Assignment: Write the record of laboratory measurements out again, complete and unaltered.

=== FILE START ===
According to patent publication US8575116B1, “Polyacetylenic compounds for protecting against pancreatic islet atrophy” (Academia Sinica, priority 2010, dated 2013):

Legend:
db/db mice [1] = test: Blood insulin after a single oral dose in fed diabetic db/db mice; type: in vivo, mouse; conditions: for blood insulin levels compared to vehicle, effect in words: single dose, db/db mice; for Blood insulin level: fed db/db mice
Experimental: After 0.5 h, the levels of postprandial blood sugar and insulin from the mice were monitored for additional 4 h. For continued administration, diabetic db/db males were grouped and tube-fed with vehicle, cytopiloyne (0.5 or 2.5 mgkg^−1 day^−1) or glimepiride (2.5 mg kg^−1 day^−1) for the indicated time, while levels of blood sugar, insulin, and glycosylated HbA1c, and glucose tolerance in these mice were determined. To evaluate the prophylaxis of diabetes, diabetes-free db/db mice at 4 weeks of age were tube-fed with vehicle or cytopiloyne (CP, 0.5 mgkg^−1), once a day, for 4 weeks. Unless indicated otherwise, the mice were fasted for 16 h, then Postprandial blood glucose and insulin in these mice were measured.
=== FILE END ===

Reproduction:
According to patent publication US8575116B1, “Polyacetylenic compounds for protecting against pancreatic islet atrophy” (Academia Sinica, priority 2010, dated 2013):

Legend:
db/db mice [1] = test: Blood insulin after a single oral dose in fed diabetic db/db mice; type: in vivo, mouse; conditions: for blood insulin levels compared to vehicle, effect in words: single dose, db/db mice; for Blood insulin level: fed db/db mice
Experimental: After 0.5 h, the levels of postprandial blood sugar and insulin from the mice were monitored for additional 4 h. For continued administration, diabetic db/db males were grouped and tube-fed with vehicle, cytopiloyne (0.5 or 2.5 mgkg^−1 day^−1) or glimepiride (2.5 mg kg^−1 day^−1) for the indicated time, while levels of blood sugar, insulin, and glycosylated HbA1c, and glucose tolerance in these mice were determined. To evaluate the prophylaxis of diabetes, diabetes-free db/db mice at 4 weeks of age were tube-fed with vehicle or cytopiloyne (CP, 0.5 mgkg^−1), once a day, for 4 weeks. Unless indicated otherwise, the mice were fasted for 16 h, then Postprandial blood glucose and insulin in these mice were measured.